Over the next two blogs I am going to take a look at two Flemish artists who besides being highly talented were brothers. They were the van Ostade brothers. Today I am going to feature Isack, who was the lesser known of the two, maybe because he only lived to the age of twenty-eight.
Isack van Ostade was born in Haarlem in 1621. He was a Dutch landscape and genre painter. Genre paintings were ones depicting scenes of daily life and were particularly popular in 17th century Holland. Isack and his brother Adriaen, who was eleven years older, were the sons of Jan Hendricx Ostade, a weaver from the town of Ostade, close to the city of Eindhoven. Despite being born in Haarlem both he and his brother took the name “van Ostade” as their family name. Isack studied painting under the guidance of his elder brother until he was almost twenty-one years of age at which time he independently set up his artistic business. He started off painting subjects similar to his brother and his work was always viewed as not as accomplished as the works of Adriaen van Ostade. Realising this, Isack decided to stop painting the genre scenes and concentrate more on landscape work in the fashion of Salomon van Ruysdael, the Dutch Golden Age landscape artist.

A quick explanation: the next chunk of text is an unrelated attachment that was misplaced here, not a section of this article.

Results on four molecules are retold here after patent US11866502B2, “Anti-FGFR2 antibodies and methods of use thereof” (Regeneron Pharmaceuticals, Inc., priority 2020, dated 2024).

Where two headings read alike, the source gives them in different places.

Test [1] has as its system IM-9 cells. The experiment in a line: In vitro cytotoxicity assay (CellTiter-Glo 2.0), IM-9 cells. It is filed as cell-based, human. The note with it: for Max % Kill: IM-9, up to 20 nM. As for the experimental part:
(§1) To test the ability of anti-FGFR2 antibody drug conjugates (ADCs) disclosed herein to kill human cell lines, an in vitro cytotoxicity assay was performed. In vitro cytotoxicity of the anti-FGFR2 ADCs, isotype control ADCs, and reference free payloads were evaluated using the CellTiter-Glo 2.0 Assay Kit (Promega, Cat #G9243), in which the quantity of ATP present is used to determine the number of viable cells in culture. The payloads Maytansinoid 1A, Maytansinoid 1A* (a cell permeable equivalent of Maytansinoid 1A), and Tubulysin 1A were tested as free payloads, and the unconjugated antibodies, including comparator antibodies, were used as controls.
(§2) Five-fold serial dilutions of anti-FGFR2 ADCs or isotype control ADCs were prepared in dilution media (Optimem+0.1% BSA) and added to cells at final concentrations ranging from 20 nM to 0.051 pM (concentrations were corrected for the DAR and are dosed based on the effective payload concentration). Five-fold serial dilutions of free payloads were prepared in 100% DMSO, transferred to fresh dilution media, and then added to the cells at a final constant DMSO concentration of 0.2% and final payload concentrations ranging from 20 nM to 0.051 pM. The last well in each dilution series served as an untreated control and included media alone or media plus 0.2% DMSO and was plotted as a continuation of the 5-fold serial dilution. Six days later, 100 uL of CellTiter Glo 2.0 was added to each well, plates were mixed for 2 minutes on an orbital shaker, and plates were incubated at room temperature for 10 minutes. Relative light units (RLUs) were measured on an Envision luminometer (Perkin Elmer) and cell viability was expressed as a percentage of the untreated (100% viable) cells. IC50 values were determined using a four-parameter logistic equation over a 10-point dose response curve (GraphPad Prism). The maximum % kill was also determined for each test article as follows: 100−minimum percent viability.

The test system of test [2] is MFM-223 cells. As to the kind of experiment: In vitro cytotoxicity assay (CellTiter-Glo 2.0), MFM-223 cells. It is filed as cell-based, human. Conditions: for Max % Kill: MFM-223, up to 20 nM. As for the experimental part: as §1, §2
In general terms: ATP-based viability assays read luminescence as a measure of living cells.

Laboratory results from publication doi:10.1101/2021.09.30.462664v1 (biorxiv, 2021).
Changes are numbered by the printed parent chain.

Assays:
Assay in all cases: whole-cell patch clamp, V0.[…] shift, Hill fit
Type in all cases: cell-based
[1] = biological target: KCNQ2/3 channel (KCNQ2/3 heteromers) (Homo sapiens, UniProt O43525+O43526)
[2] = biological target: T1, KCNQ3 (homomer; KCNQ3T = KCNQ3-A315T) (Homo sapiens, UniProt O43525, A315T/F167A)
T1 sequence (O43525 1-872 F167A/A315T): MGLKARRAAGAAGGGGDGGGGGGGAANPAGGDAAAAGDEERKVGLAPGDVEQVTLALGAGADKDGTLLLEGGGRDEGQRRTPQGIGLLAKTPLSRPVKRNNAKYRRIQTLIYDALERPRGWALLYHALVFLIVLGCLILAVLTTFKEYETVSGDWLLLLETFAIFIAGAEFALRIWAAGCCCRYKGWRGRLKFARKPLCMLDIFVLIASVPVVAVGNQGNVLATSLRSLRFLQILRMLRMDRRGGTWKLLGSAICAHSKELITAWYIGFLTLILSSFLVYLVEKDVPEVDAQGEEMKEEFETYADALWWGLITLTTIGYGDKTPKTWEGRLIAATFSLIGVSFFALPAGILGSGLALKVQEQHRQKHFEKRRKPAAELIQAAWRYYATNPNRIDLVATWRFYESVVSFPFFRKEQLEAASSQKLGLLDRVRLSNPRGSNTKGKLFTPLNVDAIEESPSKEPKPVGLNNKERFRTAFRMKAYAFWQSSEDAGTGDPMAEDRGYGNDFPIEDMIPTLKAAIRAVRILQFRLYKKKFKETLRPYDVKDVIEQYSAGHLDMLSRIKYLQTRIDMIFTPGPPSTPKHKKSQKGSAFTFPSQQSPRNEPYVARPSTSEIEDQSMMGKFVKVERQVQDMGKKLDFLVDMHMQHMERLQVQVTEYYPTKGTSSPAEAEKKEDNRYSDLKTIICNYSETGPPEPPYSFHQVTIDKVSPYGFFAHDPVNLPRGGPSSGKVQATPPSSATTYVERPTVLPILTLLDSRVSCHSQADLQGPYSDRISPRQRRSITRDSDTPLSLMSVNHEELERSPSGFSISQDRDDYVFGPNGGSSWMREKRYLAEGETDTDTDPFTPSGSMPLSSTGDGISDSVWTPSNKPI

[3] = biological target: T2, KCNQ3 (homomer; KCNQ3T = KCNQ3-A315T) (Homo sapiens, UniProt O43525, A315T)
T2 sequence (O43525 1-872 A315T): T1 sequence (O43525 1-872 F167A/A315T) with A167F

In his earlier paintings the figures were the key feature but in his later works his landscape becomes increasingly significant. His change to landscape painting paid off and this coupled with his skill at figure painting ensured the popularity of his winter scenes in which we would see groups of animated people in wintery landscape settings. These winter scenes like my featured painting today, Winter Scene, were his speciality. He painted this picture around 1645 and it now hangs in the National Gallery in London. It is quite similar to the painting, Winter Landscape with Wooden Bridge which another Dutch painter, Philips Wouwerman completed fifteen years later.
The painting we see before us is beautifully picturesque and we view the scene from low down which allows us to see the old rickety wooden bridge outlined against a silvery grey winter sky with its dark snow bearing cloud approaching the area. The scene is populated by peasants. Some, like the youngsters, are enjoying themselves sledging and skating on the frozen river whilst others, the adults, are hard at work as we see the man encouraging his old white horse to drag the laden cart up the riverbank and we watch old man as he slowly climbs the steps of the bridge, his back straining under his load of firewood.
Sadly fewer than three dozen winter landscapes of Isack van Ostade are known today. He died in 1649 at the early age of twenty-eight. He had few, if any, pupils yet his influence on the succeeding generation of Haarlem painters was great and the likes of Philips Wouwerman owed a lot to this young man.